Beatrix Potter's Farm, and a New Biography
Go, Dog, Go!

Tuesday Side Dishes

Wow. What a spirited debate about poetry, comprehension, and copyright law over at What Adrienne Thinks About That! "The Emperor of Ice Cream," by Wallace Stevens, set it all off.

Literary Safari nets a preview of "The Namesake," Mira Nair's film adaptation of Jhumpa Lahiri's novel. The movie opens March 9th, according to Internet Movie Database (IMDb).

People are talking about "Fail better,"  Zadie Smith's recent article about writing, reading, and criticism, in the Guardian.

Maud Newton goes to "Jesus Camp."

Quiet Bubble pages through his favorite comics of 2006 and talks about trends in the genre.

The LA Times profiles Susan Patron, Newbery winner—and senior children's librarian at the Los Angeles Public Library.

The Republican, a Massachusetts newspaper, runs a tribute to author and educator Carol Otis Hurst, who maintained an excellent web site about children's literature, among her many endeavors. She recently passed away. Her last picture book, Terrible Storm, about the blizzard of 1888, was published today.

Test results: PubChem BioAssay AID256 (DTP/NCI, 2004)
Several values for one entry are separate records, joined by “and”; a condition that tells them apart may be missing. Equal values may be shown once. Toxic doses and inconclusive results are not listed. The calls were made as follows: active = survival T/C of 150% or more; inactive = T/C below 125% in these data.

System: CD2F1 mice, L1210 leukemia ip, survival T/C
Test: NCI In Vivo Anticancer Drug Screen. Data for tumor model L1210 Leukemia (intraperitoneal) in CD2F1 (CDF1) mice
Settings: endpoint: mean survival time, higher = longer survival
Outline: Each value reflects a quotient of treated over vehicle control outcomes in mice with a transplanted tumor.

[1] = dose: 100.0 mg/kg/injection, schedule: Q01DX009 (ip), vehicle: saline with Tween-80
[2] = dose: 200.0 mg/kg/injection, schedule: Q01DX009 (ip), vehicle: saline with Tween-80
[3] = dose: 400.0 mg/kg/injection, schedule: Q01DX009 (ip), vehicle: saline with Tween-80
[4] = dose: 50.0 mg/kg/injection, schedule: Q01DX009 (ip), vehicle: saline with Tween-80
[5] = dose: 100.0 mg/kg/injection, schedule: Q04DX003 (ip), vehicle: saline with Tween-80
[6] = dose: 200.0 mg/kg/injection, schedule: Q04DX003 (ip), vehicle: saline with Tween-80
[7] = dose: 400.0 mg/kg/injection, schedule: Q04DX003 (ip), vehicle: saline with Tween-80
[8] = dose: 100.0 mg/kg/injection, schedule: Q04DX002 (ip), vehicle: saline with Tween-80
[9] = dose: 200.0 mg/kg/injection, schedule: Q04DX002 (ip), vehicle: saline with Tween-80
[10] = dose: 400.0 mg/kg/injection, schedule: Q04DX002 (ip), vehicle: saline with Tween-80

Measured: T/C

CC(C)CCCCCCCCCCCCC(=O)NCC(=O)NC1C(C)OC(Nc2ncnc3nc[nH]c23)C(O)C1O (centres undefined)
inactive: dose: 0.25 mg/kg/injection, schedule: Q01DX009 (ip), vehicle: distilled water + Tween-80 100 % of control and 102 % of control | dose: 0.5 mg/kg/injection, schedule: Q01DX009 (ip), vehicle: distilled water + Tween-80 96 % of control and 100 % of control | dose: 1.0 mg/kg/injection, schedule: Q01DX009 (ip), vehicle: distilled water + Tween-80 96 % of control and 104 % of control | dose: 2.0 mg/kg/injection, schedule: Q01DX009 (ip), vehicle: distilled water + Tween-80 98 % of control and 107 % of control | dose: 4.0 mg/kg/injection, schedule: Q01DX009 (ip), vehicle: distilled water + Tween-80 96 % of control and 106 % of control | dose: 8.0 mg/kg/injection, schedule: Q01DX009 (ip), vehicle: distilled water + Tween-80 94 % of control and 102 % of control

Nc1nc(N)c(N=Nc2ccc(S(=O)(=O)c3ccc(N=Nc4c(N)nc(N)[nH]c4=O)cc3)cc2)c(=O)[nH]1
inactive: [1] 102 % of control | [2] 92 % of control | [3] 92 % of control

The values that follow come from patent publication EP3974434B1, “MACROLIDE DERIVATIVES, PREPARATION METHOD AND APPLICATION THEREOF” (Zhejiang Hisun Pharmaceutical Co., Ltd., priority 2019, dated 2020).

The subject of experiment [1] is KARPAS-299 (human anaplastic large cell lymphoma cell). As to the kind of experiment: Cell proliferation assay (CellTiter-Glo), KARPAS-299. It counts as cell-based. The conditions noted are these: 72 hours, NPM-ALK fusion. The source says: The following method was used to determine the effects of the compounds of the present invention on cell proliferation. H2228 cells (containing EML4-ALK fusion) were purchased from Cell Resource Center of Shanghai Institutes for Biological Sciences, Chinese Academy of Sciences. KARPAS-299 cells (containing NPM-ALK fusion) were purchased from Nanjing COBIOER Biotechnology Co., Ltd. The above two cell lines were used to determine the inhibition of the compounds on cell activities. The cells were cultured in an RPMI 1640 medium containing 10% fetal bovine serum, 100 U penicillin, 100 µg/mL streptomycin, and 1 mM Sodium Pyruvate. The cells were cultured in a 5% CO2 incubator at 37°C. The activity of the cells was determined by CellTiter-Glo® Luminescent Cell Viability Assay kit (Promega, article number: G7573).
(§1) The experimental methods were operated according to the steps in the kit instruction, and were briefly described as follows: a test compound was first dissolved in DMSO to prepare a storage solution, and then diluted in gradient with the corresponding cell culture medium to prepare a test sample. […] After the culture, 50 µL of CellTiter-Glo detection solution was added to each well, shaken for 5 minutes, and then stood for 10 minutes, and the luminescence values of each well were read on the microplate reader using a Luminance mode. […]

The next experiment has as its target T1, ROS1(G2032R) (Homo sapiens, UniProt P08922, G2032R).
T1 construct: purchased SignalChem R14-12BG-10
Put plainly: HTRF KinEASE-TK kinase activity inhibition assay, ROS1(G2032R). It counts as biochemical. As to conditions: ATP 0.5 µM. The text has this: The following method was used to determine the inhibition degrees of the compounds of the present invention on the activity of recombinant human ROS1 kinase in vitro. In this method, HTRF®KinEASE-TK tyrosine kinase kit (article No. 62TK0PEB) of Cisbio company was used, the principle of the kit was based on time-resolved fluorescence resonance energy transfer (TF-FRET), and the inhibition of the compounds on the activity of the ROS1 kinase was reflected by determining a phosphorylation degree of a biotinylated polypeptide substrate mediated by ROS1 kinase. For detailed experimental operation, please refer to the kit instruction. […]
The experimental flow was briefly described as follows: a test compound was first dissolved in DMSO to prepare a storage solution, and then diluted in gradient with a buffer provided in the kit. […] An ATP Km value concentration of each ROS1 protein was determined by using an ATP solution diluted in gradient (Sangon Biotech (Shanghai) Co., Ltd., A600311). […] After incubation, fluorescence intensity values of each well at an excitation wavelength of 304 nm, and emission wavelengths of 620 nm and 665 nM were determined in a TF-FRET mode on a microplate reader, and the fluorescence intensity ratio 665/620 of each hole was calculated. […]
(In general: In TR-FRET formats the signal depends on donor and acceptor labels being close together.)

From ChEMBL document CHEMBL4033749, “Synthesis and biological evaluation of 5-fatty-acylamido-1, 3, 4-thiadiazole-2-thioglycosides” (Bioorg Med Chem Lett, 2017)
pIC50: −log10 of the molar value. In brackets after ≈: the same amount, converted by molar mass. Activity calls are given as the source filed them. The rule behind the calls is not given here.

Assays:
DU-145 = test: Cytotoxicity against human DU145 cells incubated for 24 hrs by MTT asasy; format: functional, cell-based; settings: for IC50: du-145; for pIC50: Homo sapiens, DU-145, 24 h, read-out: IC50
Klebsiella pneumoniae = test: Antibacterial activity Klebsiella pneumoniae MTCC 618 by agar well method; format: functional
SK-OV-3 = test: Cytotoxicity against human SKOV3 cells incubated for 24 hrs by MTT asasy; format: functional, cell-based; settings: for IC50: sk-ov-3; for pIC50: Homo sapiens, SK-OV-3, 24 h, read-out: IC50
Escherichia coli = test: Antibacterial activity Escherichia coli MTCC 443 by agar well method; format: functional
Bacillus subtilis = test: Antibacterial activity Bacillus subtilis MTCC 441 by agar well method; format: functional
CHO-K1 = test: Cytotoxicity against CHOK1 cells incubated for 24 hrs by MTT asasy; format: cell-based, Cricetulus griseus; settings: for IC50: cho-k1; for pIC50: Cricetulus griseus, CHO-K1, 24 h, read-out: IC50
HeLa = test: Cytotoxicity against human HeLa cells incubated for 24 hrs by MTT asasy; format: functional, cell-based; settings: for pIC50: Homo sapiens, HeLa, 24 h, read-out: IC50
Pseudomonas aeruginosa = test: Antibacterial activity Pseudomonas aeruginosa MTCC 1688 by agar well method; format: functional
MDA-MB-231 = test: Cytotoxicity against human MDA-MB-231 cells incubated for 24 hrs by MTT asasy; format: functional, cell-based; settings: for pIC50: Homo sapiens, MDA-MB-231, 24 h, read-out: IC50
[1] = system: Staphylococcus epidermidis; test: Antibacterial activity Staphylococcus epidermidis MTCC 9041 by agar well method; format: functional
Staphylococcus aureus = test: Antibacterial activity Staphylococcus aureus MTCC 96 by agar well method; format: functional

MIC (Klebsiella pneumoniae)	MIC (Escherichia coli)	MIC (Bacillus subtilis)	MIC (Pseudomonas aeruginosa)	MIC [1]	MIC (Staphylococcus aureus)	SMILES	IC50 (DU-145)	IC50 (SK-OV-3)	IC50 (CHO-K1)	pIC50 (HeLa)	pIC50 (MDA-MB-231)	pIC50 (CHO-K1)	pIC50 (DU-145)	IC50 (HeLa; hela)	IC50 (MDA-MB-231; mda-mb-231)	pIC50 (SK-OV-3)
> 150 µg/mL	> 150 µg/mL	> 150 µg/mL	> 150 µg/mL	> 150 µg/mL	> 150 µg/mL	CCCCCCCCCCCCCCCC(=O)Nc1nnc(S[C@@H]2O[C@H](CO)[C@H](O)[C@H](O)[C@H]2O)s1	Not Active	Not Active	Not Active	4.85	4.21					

Mark your calendars:  the exhibition "Picture Stories: A Celebration of African American Illustrators," opens March 24th at the Eric Carle Museum, in western Massachusetts. You can see a sneak preview online.

Jeffrey Toobin considers Google's Book Search project, at the New Yorker.

Debbie Reese, of the blog American Indians in Children's Literature, has an article in ISTE (International Society for Technology in Education) about how and why she started her site.

Betsy Bird took great notes at a recent panel on children's TV. See A Fuse #8 Production for lots of interesting details.

Fun stuff: Valentine's Day cards to make, at


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I was so sorry to read about the death of Carol Otis Hurst. Her website was a great resource for teachers. One of my favorite Hurst books is ROCKS IN HIS HEAD, a picture book based on the life of her father during the Depression. It's a wonderful uplifting tale about a man with a passion: reading about, collecting, and labeling rocks. The director of the Science Museuem in Springfield, Massachusetts, got to know this man who had come upon hard times, found out how knowledgeable he was about rocks, and made him Curator of Mineralogy.

I was sad, too. That web site is wonderful, and I had spent time paging around there to see her great lists.

"Rocks in His Head" sounds very much like Junior's kind of book. Thank you, Elaine!

"Spirited" is a good word for what's going on over there at watat. Who knew Wallace Stevens could stir up so much debate? :)

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